To study human flourishing, like studying wellbeing and happiness, appears as a nice and alluring topic, but it becomes quite elusive. A scientific enquiry into those issues seems nearly outlandish; at most we associate them to wisdom traditions, and lastly to a conspicuous industry that focuses on wellness and develops suggestive programs. However, possibly we can benefit from looking at these issues applying a more scientific approach, or a methodology that makes good use of scientific insight and analysis. Possibly we have more to gain than to lose from that attempt, at least if that approach assists us to better define our subject, to distinguish among several orientations, to discern factors involved and to address particular issues, like, to what extent religion is linked to that generally desired goal: to flourish in our lives.
The authors are clearly well endowed to undertake this project. Andrew Briggs is a physicist, professor of nanomaterials and quantum computing at Oxford University; Michael Reiss is professor of Science Education at University College of London, and priest in the Church of England. Both have published in the field of science and religion, and Reiss is President of the International Society for Science and Religion. That expertise surely helps to develop a more focused and nuanced view on that important topic, something we badly need. The proposed treatment clearly goes beyond self-help books and other commercial views on these questions.
We need, as a first step to better define the topic of human flourishing, and the book provides very valuable indications. In big strokes, this idea is closely related to other topics, like wellness and happiness, or life quality or fullness of life; the semantic field is quite plural, and some nuances can be associated to each term. In the case of “flourishing”, the authors suggest opposing it to “languishing”: that ideal implies a process or positive maturation in which a person is able to develop its own capacities, and to give the best he or she can offer for him or her, for those close to us and for all. This description could become too ambitious, but it clearly points to a difference regarding the related terms of wellness or happiness: we are talking in the first case rather about a dynamic condition, which escapes what could lead towards a waste of living capabilities and energies, and which ensures a right direction and means to develop those aptitudes. Possibly the terms coined by Martha Nussbaum and Amartya Sen of “capabilities” and “affordances”, as conditions for a global development, could come closer to the idea that flourishing expresses, and which points to a conjunction between what we have as a potential resource, and its realization through the right education, effort, and commitment.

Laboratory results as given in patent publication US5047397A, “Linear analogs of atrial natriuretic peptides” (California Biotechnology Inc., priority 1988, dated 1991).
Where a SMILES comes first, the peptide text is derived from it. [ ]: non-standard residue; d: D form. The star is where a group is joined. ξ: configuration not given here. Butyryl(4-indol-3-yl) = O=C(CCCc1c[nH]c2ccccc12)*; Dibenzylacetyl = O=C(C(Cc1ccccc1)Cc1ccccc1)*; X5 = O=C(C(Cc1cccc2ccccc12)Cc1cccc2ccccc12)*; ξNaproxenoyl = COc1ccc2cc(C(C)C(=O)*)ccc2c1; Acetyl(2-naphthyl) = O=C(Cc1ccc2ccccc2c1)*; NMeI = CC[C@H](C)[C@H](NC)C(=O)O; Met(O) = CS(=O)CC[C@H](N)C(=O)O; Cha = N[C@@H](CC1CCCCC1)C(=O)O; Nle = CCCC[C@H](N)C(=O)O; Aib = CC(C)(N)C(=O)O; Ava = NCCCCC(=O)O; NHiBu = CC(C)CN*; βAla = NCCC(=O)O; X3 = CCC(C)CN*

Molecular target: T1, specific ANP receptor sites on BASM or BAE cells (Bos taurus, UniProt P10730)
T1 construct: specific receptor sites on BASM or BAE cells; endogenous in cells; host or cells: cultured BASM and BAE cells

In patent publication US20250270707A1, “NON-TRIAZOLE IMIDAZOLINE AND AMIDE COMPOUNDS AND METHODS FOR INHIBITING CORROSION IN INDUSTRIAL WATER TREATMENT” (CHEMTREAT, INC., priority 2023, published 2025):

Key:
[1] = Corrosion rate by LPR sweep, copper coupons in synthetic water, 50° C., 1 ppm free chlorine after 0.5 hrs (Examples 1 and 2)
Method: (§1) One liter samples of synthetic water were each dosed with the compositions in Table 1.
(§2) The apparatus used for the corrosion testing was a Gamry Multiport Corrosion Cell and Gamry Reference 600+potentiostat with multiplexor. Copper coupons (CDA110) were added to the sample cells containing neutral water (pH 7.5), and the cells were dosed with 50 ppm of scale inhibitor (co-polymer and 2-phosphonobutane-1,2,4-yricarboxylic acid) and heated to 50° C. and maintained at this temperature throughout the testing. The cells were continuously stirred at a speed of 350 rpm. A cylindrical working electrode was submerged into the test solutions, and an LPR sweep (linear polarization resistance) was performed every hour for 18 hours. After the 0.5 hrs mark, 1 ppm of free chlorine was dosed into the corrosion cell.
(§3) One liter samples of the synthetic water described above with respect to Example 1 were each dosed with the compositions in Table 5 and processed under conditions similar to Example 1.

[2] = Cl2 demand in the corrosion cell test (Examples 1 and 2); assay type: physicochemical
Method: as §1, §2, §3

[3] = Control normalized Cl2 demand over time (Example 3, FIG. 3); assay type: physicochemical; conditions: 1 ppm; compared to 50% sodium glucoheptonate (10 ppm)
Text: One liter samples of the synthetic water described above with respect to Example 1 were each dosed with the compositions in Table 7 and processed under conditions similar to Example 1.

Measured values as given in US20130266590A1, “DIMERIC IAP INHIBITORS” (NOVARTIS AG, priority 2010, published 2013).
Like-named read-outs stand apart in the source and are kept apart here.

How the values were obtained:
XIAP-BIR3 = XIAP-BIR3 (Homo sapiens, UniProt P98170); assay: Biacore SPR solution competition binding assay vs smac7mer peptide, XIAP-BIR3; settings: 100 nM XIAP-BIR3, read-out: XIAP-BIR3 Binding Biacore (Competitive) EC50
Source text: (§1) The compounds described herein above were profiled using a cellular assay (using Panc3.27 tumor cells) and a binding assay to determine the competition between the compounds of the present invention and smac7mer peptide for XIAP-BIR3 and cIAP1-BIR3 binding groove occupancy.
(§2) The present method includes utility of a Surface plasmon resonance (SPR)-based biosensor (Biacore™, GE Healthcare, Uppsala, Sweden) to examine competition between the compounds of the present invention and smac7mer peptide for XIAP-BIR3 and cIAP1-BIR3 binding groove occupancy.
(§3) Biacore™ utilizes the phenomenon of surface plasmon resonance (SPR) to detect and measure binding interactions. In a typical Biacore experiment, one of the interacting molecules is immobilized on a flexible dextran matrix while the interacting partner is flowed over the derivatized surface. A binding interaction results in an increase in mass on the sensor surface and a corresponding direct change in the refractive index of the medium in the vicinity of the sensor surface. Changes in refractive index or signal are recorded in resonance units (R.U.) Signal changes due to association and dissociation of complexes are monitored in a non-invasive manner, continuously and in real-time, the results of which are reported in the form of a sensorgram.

The book helps then to better describe the dimensions involved in such a virtual impulse towards expressing the best in our life: material, relational and transcendental, and to give content and orientation in these different fields. These topics correspond to the first chapters. The material dimension concerns those conditions that make a difference in living standards, like health, poverty, equality; these are basic conditions, but do not imply that flourishing is impossible when things become less favourable, or we live in harder circumstances. The relational dimension appears as obvious too, but this chapter explores many ways to declinate the same theme, as relations assume so manyfold expressions. The transcendental dimension is perhaps less evident, but the authors point to the important role that self-transcending can play in reaching good levels of flourishing, something not necessarily reduced to usual religious institutions. In all cases, empirical studies, testimonies and data come out to assist in discerning how those dimensions contribute to an effective maturation.